Avg: 3 from 20 votes
|Type:||Trad, 360 ft, 4 pitches|
|Page Views:||3,199 total · 67/month|
|Shared By:||John Gassel on Aug 12, 2016|
|Admins:||Jason Hayden, Luc-514, Kris Fiore|
P1 (5.5, ~60'): Go straight up, past 2 bolts to a nice ledge with a new two bolt rap anchor. It's possible (and I recommend) combining this pitch with the next one.
P2 (5.7, 70'): Move left from the anchor and up an easy corner trending back right almost immediately. Near the end of the pitch, continue up steeper terrain past an old pin or two to another nice ledge and a bolted rap anchor.
P3 (5.8, 95'; 5.6R): Move left off the belay again to the obvious crack. Some tricky pro and 3 ancient pins to get started. You'll pass some white quartz through this section that gives the route its name. After 40', run it out over easier terrain to a right facing corner above and a little left (pretty obvious). There are currently some really old, terrible cord slung around a block in this corner. Don't use it. Continue up to a new two-bolt rap anchor just above, under the roof.
P4 (5.9, 100'): Don't skip this pitch. It's the money in my opinion. Traverse low and right until under a corner system and a terrible bolt that can be backed up with a very small cam. Move up from here, passing more ancient relics (and gear options that you should use) through the crux corner. Expect this to either be wet or mossy. Go all the way up this corner to under a roof. Don't traverse right too early. See P4, traversing too early. Don't go this way! You're supposed to be up about 15 ft. higher into the corner above where this climber is, directly under the massive roof above. for what not to do! Once under the roof, move right to a good ledge and gear/tree anchor.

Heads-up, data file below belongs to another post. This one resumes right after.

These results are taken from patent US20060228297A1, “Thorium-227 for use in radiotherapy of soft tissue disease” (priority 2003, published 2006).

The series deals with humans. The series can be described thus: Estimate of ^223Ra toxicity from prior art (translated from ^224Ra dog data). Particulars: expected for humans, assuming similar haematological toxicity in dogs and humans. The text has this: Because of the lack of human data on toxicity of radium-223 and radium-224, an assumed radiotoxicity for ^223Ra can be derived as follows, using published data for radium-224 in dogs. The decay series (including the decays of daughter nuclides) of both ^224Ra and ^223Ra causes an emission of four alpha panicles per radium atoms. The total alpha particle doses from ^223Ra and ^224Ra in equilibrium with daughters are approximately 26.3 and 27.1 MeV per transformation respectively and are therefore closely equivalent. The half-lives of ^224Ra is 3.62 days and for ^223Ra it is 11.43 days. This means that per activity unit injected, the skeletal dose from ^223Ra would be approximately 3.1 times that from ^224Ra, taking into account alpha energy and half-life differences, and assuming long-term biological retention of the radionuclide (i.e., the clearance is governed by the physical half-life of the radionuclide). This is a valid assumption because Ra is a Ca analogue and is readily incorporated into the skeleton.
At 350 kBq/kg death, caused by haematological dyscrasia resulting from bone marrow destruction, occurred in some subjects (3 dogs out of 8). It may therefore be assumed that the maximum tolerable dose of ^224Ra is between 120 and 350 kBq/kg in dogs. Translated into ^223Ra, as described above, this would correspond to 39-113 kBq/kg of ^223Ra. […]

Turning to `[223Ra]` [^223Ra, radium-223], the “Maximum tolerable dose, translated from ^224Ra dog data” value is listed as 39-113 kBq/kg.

P4 Aid Variation / Quartz Crack Roof (5.9 C2, 90'): Probably the best aid climb in all of Vermont, this variation follows a thin seam in the roof that the traditional fourth pitch traverses underneath. Begin the same as P4, climbing up into the corner under the roof and traversing climber's right with hands just below the roof. When you reach a thin seam in the roof, marked by a crack that is flared left and a few pitons that may have been the belay for this pitch, begin directly back onto the roof. Follow that seam through to some smaller cam and possibly nut placements, clipping an old piton and button head, as well as a brand new bolt along the way. Use a combination of aid and free moves to come over the roof, set a gear anchor, and then bushwack straight back about 10 - 15 feet for a climbers trail for the rappel.
The aid pitch is incredibly exposed with about 300 feet of air directly beneath you, and is an incredible experience for anyone who aids (or just wants to do this awesome route).
Interesting to note that the P3 belay and entire climb of this pitch is totally protected from any time of rain the notch can throw at you, which can be a fun experience.
Descent: You can rap from any of the first 3 pitches easily. Once you top out, you'll have to hike climber's right on the Beduin Trail a bit to another rap route. It's a pretty obvious trail that may be marked with orange or pink tape. Find a trail skiers right which leads to a nice ledge with two anchors on it. The one closest to the edge will have rap rings. A single 60m rope will take you to the top of the first pitch of Flight of the Manatee and a second rap gets you to the ground a few hundred feet climber's right of the base of Quartz Crack. Additionally, if you have a tagline or climbed as a group of three, a single-strand rappel with a 60m will get you from the top rappel station to the ground in one rappel. It is a true rope stretcher so tie your knots. Lighter climbers may find themselves tiptoeing the ground, so have the heaviest climber go first to help.
If that's not enough, check out The start of Quartz Crack of someone on the first pitch.
From the Pitch 3 belay, traverse right and up the corner to the roof. From here, clean aid with small/medium sized gear and one old button head gets your through the biggest baddest roof in Smuggler's Notch. Be mindful, following is not much easier than leading and both leader and follower should have a strong head.